Paris Cox, founder of Estacado, a Quaker colony in Crosby County, was born near Asheboro, North Carolina, on October 17, 1846, to Gideon and Asenath Cox, who raised their six children with a strong Quaker persuasion. As a young man Cox was drafted by the Confederate States of America to serve in the Civil War. Because of his pacifism, he purchased a legal exemption and moved to Westfield, Indiana, where he met and married Mary C. Ferguson, a young schoolteacher. Cox first went into business with his father-in-law in a sawmill. When the supply of lumber began to dwindle the business suffered, and he sought another opportunity in the West. He joined a group of buffalo hunters and traveled to the Llano Estacado of West Texas. One evening while they were camped above the Caprock west of pioneer Henry C. Smith's house on a hill overlooking a particularly beautiful site, Cox reportedly said, "Here, by the will of God, will be my home." In 1876 he returned to Texas and secured authority to sell land to settlers at twenty-five cents an acre. His colonists became the first settlers on the High Plains of Texas.
In late 1878 Cox revisited the site he had loved. He hired Hank Smith to dig a community well and to break and plant thirty acres of land with various crops in the summer of 1879. In the fall of 1879 Smith wrote that water was found at sixty-five feet and sent samples of good crops he had grown on the thirty-acre Crosby County farm. Encouraged by the news, Cox and his family, then including wife Mary and two sons, and three other families left for the plains. Cox built a sod house at the site. The others decided to live in tents. The winter of 1879 was a severe one, and the early spring brought high winds that blew away the tents and belongings of the other three families, who returned to Indiana. Cox and his family stayed on, planted, cultivated, and harvested excellent crops of corn, oats, millet, sorghum, melons, potatoes, and garden vegetables. A son and daughter were added to their family. Before long several friends and relatives began to arrive in covered wagons. In 1881 Cox persuaded his father and mother to come to the new colony. By the summer of 1882 the settlement comprised ten families.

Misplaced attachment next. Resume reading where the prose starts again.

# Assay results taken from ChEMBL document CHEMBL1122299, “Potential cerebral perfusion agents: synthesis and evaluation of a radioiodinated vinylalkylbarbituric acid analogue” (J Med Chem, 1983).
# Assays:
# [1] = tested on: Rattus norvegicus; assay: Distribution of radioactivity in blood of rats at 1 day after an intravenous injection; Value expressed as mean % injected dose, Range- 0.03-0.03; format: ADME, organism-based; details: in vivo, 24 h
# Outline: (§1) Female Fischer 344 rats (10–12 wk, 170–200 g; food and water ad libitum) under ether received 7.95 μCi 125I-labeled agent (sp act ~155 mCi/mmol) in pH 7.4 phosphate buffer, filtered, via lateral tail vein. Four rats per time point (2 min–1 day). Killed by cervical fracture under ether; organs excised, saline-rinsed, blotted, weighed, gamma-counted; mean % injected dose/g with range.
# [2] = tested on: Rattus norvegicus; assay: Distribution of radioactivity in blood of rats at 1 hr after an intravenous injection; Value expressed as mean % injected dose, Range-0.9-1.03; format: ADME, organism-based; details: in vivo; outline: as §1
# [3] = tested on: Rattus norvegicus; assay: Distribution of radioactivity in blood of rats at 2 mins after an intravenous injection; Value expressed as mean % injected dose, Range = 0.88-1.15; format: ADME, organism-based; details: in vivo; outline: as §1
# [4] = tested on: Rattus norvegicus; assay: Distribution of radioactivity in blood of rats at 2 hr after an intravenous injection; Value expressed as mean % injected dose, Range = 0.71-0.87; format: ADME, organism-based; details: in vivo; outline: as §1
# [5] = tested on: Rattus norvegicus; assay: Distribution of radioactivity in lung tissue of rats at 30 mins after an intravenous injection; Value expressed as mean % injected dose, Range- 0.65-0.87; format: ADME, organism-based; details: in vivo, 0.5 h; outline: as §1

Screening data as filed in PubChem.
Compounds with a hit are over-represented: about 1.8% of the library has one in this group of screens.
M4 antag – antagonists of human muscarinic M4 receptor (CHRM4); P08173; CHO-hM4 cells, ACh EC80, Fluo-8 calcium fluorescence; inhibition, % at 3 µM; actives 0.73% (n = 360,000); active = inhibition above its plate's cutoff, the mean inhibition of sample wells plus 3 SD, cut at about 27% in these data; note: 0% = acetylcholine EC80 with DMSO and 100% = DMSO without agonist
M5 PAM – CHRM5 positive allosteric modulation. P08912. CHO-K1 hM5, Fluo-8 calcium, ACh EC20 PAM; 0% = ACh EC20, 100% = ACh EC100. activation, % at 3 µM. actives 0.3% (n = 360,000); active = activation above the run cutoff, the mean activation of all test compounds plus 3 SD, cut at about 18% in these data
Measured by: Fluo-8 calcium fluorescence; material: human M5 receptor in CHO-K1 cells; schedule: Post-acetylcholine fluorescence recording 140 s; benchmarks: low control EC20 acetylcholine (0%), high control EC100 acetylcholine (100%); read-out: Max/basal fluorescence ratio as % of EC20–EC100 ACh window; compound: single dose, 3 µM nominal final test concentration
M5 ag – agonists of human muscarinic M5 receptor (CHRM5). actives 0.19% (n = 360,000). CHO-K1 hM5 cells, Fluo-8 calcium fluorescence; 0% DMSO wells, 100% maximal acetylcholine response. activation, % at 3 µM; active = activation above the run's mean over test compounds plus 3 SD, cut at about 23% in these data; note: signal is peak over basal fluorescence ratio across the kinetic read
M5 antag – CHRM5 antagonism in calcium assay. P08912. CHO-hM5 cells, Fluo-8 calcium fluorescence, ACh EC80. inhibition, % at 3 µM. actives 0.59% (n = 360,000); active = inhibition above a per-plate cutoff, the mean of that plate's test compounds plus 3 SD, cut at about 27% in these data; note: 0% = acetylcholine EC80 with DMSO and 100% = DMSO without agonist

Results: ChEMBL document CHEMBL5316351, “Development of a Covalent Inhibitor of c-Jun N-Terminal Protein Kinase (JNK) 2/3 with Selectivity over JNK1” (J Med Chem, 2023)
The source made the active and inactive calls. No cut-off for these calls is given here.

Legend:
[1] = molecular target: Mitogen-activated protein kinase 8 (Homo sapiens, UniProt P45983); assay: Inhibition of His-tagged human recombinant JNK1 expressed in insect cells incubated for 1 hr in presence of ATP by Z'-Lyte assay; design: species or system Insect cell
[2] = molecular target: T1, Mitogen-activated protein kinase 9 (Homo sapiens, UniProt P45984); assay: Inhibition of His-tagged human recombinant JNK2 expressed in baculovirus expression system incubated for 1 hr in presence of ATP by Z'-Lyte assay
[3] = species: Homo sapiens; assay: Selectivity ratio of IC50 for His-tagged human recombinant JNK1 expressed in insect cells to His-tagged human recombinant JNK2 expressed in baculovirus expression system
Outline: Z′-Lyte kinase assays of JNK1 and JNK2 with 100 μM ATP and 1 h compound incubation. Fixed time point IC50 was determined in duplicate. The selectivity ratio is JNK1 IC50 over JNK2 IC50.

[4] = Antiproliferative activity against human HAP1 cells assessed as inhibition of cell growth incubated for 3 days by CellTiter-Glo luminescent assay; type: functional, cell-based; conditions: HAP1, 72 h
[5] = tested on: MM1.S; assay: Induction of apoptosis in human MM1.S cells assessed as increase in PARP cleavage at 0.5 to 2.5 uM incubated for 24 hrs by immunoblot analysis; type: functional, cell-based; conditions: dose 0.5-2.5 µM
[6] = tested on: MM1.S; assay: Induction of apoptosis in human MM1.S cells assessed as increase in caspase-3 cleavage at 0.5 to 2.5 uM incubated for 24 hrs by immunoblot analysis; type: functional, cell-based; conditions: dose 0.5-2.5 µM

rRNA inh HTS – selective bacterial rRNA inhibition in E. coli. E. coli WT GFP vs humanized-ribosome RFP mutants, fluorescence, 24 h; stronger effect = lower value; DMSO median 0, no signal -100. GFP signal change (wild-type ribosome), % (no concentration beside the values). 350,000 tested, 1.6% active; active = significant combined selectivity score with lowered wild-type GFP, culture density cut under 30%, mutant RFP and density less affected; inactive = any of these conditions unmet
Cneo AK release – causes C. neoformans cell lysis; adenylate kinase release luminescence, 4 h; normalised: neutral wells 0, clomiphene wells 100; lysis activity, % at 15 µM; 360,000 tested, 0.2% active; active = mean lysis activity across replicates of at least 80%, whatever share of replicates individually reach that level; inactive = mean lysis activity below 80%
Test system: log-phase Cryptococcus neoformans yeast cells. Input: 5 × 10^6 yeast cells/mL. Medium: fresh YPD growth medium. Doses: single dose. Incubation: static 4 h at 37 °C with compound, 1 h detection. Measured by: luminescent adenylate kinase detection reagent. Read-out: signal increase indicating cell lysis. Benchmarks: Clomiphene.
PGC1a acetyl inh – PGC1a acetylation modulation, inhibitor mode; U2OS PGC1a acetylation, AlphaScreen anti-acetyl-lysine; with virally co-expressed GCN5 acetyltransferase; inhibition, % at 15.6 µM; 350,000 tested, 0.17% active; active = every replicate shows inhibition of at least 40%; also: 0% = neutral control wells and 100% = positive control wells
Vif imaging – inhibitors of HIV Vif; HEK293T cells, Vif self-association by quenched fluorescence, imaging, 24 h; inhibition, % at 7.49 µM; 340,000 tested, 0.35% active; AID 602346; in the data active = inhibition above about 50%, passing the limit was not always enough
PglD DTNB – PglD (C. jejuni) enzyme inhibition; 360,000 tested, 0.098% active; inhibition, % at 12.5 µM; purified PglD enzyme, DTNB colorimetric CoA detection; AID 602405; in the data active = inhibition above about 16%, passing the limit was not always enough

In 1879 a town was established and named Marietta, in honor of Cox's wife. When the county was organized in 1886, the name was changed to Estacado because the state already had a post office named Marietta. Estacado became the county seat of Crosby County, and ten surrounding counties were attached to the county for judicial purposes. In a general election held on November 2, 1886, Cox was elected district clerk. From 1880 to 1890 the colony flourished. Paris Cox died of throat cancer on November 2, 1888, and was buried in the Estacado Cemetery. See also RELIGIOUS SOCIETY OF FRIENDS.
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Roger Andrew Burgess, The History of Crosby County, Texas (M.A. thesis, University of Texas, 1927). Crosby County Pioneer Memorial Museum, Estacado: Cradle of Culture and Civilization on the Staked Plains of Texas (Crosbyton, Texas, 1986; based on an M.A. thesis by John Cooper Jenkins). Crosby County Pioneer Memorial Museum, A History of Crosby County, 1876–1977 (Dallas: Taylor, 1978). W. Hubert Curry, Sun Rising on the West: The Saga of Henry Clay and Elizabeth Smith (Crosbyton, Texas: Crosby County Pioneer Memorial Museum, 1979). Lawrence L. Graves, ed., A History of Lubbock (Lubbock: West Texas Museum Association, 1962). Nellie Witt Spikes and Temple Ann Ellis, Through the Years: A History of Crosby County (San Antonio: Naylor, 1952).
Religious Society of Friends (Quaker)
The following, adapted from the Chicago Manual of Style, 15th edition, is the preferred citation for this entry.
Jeanne F. Lively,
Handbook of Texas Online,
accessed July 02, 2022,
Published by the Texas State Historical Association.
Original Publication Date:
Most Recent Revision Date:
December 1, 1994